Purpose: To describe 8 cases of reversible reticular corneal epithelial edema of the cornea that developed after use of the topical Rho-kinase inhibitor netarsudil. Methods: This is a retrospective chart review case series of 8 patients treated with netarsudil at an academic medical center. Observations: Patients had predisposing corneal conditions including penetrating keratoplasty, corneal decompensation after trabeculectomy-associated endophthalmitis, congenital glaucoma with Haab striae, aphakic bullous keratopathy, history of Ahmed valve and silicone oil, and Fuchs endothelial corneal dystrophy undergoing Descemet stripping only. One patient did not have clear predisposing corneal disease other than low endothelial cell density and a history of trabeculectomy. All patients developed reticular corneal epithelial edema, which appeared as collections of moderate sized superficial epithelial bullae arranged in a reticular pattern resembling a honeycomb. Most developed these changes within weeks of initiating netarsudil, but unique to this series are 2 cases in which netarsudil was tolerated by the cornea for months before developing reticular corneal epithelial edema after diode laser cyclophotocoagulation. In cases which underwent anterior segment optical coherence tomography, the imaging demonstrated that the corneal stroma was not edematous, and the reticular corneal epithelial edema involved both host and donor corneal epithelium in cases of penetrating keratoplasty. This fully resolved in all cases upon cessation of netarsudil, and this series is the first to document resolution via a pattern in which the individual bullae become smaller and more widely spaced apart. Conclusion: Netarsudil can cause a reversible reticular corneal epithelial edema.
Amamoto R, Wallick GK, Cepko CL. Retinoic acid signaling mediates peripheral cone photoreceptor survival in a mouse model of retina degeneration. Elife 2022;11Abstract
Retinitis Pigmentosa (RP) is a progressive, debilitating visual disorder caused by mutations in a diverse set of genes. In both humans with RP and mouse models of RP, rod photoreceptor dysfunction leads to loss of night vision, and is followed by secondary cone photoreceptor dysfunction and degeneration, leading to loss of daylight color vision. A strategy to prevent secondary cone death could provide a general RP therapy to preserve daylight color vision regardless of the underlying mutation. In mouse models of RP, cones in the peripheral retina survive long-term, despite complete rod loss. The mechanism for such peripheral cone survival had not been explored. Here, we found that active retinoic acid (RA) signaling in peripheral Muller glia is necessary for the abnormally long survival of these peripheral cones. RA depletion by conditional knockout of RA synthesis enzymes, or overexpression of an RA degradation enzyme, abrogated the extended survival of peripheral cones. Conversely, constitutive activation of RA signaling in the central retina promoted long-term cone survival. These results indicate that RA signaling mediates the prolonged peripheral cone survival in the rd1 mouse model of retinal degeneration, and provide a basis for a generic strategy for cone survival in the many diseases that lead to loss of cone-mediated vision.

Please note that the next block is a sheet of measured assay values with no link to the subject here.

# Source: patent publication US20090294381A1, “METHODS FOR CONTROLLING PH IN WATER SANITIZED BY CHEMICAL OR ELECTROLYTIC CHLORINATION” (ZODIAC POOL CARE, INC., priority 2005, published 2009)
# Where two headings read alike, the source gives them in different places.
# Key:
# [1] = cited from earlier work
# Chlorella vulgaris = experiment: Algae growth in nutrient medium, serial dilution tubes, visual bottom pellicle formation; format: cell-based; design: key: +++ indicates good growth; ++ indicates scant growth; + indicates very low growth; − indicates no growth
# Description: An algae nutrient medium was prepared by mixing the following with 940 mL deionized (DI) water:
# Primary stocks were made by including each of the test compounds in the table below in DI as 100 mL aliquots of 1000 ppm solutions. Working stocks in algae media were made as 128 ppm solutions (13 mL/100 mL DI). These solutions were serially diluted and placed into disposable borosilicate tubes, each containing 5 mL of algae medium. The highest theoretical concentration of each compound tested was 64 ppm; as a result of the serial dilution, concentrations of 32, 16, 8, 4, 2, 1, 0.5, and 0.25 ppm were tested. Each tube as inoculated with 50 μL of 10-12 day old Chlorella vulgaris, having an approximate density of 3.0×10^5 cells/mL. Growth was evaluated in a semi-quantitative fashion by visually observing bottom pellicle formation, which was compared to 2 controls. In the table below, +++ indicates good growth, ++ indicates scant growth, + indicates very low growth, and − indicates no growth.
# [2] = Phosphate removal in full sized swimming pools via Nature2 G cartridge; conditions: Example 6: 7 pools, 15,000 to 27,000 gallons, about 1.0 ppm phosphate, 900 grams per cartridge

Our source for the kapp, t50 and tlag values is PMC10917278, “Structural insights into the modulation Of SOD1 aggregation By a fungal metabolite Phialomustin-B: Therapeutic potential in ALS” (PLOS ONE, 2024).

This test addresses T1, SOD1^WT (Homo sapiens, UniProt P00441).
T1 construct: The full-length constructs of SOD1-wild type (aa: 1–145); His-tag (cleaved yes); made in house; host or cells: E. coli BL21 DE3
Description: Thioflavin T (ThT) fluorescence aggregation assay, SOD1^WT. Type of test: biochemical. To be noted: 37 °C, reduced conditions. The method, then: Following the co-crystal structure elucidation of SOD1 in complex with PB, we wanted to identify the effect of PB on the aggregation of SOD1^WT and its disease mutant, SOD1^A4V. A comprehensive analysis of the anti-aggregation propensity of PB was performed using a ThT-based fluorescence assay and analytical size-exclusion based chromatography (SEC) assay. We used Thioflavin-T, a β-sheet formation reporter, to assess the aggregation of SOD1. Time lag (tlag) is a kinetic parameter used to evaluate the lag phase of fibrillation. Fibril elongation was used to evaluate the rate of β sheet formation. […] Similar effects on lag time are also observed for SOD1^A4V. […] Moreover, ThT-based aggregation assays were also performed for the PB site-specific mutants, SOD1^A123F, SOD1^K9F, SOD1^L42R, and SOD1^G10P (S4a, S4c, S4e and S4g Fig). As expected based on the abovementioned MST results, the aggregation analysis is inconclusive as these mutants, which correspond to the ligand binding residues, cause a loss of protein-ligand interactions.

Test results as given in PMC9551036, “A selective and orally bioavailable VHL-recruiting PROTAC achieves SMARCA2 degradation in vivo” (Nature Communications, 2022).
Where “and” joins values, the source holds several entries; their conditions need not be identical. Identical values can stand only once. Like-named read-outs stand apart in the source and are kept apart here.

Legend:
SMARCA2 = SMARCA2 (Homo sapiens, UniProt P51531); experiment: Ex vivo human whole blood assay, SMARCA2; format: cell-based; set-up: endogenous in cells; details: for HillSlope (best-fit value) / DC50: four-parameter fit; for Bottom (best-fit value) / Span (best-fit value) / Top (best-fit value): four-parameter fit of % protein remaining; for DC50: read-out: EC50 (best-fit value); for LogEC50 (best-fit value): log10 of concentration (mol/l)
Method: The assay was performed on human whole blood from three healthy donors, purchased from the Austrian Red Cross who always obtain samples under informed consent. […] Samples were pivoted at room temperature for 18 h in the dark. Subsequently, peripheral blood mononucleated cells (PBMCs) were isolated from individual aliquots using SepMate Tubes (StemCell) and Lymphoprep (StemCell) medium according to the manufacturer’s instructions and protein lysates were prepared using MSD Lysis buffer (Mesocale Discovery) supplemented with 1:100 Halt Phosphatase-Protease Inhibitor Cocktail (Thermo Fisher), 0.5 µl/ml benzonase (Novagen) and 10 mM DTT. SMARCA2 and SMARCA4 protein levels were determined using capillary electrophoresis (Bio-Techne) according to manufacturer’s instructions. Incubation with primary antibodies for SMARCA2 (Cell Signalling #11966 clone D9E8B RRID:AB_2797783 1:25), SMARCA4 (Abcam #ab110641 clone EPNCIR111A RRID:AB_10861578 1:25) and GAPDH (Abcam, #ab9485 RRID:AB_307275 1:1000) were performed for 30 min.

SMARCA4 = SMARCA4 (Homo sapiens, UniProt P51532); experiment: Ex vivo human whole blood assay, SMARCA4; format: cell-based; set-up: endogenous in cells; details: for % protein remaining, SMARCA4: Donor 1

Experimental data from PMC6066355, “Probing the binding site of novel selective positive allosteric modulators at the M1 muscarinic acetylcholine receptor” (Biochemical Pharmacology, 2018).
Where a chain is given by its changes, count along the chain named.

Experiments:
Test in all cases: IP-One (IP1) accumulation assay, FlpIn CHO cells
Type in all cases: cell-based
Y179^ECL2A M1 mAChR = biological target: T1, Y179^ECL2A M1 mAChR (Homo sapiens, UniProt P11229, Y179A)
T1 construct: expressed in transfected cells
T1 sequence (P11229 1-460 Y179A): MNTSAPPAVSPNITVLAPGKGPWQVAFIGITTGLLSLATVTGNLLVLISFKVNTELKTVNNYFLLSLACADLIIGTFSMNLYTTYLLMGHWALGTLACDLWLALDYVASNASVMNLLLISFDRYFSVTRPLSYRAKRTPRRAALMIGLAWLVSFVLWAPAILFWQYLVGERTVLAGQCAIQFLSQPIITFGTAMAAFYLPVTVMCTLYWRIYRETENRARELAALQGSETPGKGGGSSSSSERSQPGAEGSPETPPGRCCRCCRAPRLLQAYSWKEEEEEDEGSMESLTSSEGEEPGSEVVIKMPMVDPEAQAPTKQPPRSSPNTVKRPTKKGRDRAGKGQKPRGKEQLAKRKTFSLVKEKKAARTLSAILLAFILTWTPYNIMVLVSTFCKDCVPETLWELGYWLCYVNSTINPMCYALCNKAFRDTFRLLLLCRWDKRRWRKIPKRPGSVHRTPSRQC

Reshef ER, Freitag SK, Lee NG. Orbital Inflammation Following COVID-19 Vaccination. Ophthalmic Plast Reconstr Surg 2022;38(3):e67-e70.Abstract
Three patients presented with periorbital swelling, pain with extraocular movements, and binocular diplopia 1-4 days after receiving an mRNA Coronavirus Infectious Disease-19 (COVID-19) vaccine (BNT162b2, Pfizer/BioNTech; mRNA-1273, Moderna). All patients had a normal afferent function, unilateral limitation of extraocular motility, proptosis, and periorbital inflammation. Neuroimaging of the orbits with contrast revealed inflammation and enlargement of extraocular muscles in 2 cases and the lacrimal gland in 1 case. In all 3 cases, an extensive infectious and inflammatory laboratory work-up was unremarkable and signs and symptoms of orbital inflammation rapidly improved to complete resolution after treatment with high-dose oral prednisone. This is the first reported series of orbital inflammation occurring shortly after administration of the COVID-19 vaccine. Clinicians may consider an inflammatory postvaccine etiology as an alternative to presumed idiopathic diagnosis in such cases.
Ichhpujani P, Thakur S, Singh T, Singh RB, Kumar S. Effect of laser peripheral iridotomy on contrast sensitivity using Spaeth/Richman Contrast Sensitivity test. Ther Adv Ophthalmol 2022;14:25158414221078142.Abstract